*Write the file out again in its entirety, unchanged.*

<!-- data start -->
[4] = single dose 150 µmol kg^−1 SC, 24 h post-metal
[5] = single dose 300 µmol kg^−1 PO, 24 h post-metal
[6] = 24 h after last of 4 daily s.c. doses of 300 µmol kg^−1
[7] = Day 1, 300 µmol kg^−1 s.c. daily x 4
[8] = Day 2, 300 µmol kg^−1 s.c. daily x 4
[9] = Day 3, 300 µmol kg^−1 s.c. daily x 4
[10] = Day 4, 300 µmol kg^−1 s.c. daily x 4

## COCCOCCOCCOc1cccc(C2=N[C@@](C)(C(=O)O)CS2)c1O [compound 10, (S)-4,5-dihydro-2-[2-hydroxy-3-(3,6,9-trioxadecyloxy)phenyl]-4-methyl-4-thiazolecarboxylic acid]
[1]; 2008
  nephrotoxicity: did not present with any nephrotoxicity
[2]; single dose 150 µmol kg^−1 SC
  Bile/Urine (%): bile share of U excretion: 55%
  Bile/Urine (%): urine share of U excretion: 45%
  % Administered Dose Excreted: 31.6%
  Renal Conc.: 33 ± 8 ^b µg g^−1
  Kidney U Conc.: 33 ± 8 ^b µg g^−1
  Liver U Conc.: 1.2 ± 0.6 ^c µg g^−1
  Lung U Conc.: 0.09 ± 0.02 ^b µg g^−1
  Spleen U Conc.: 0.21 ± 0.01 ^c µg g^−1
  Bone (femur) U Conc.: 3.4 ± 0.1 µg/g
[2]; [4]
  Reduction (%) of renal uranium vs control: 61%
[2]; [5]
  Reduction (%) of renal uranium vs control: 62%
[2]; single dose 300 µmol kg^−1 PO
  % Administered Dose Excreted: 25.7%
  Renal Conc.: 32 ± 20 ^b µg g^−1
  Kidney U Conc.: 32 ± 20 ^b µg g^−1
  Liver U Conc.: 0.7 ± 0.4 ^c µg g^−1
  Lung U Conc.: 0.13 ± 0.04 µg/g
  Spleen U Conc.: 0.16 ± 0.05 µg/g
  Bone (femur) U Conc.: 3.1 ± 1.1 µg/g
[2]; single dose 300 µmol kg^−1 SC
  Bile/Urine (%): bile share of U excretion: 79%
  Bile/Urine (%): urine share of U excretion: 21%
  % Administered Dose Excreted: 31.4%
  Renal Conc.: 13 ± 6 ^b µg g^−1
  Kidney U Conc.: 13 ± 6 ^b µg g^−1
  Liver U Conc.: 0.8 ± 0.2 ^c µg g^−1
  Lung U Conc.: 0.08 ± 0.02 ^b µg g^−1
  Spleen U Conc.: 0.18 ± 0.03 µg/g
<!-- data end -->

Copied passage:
[4] = single dose 150 µmol kg^−1 SC, 24 h post-metal
[5] = single dose 300 µmol kg^−1 PO, 24 h post-metal
[6] = 24 h after last of 4 daily s.c. doses of 300 µmol kg^−1
[7] = Day 1, 300 µmol kg^−1 s.c. daily x 4
[8] = Day 2, 300 µmol kg^−1 s.c. daily x 4
[9] = Day 3, 300 µmol kg^−1 s.c. daily x 4
[10] = Day 4, 300 µmol kg^−1 s.c. daily x 4

## COCCOCCOCCOc1cccc(C2=N[C@@](C)(C(=O)O)CS2)c1O [compound 10, (S)-4,5-dihydro-2-[2-hydroxy-3-(3,6,9-trioxadecyloxy)phenyl]-4-methyl-4-thiazolecarboxylic acid]
[1]; 2008
  nephrotoxicity: did not present with any nephrotoxicity
[2]; single dose 150 µmol kg^−1 SC
  Bile/Urine (%): bile share of U excretion: 55%
  Bile/Urine (%): urine share of U excretion: 45%
  % Administered Dose Excreted: 31.6%
  Renal Conc.: 33 ± 8 ^b µg g^−1
  Kidney U Conc.: 33 ± 8 ^b µg g^−1
  Liver U Conc.: 1.2 ± 0.6 ^c µg g^−1
  Lung U Conc.: 0.09 ± 0.02 ^b µg g^−1
  Spleen U Conc.: 0.21 ± 0.01 ^c µg g^−1
  Bone (femur) U Conc.: 3.4 ± 0.1 µg/g
[2]; [4]
  Reduction (%) of renal uranium vs control: 61%
[2]; [5]
  Reduction (%) of renal uranium vs control: 62%
[2]; single dose 300 µmol kg^−1 PO
  % Administered Dose Excreted: 25.7%
  Renal Conc.: 32 ± 20 ^b µg g^−1
  Kidney U Conc.: 32 ± 20 ^b µg g^−1
  Liver U Conc.: 0.7 ± 0.4 ^c µg g^−1
  Lung U Conc.: 0.13 ± 0.04 µg/g
  Spleen U Conc.: 0.16 ± 0.05 µg/g
  Bone (femur) U Conc.: 3.1 ± 1.1 µg/g
[2]; single dose 300 µmol kg^−1 SC
  Bile/Urine (%): bile share of U excretion: 79%
  Bile/Urine (%): urine share of U excretion: 21%
  % Administered Dose Excreted: 31.4%
  Renal Conc.: 13 ± 6 ^b µg g^−1
  Kidney U Conc.: 13 ± 6 ^b µg g^−1
  Liver U Conc.: 0.8 ± 0.2 ^c µg g^−1
  Lung U Conc.: 0.08 ± 0.02 ^b µg g^−1
  Spleen U Conc.: 0.18 ± 0.03 µg/g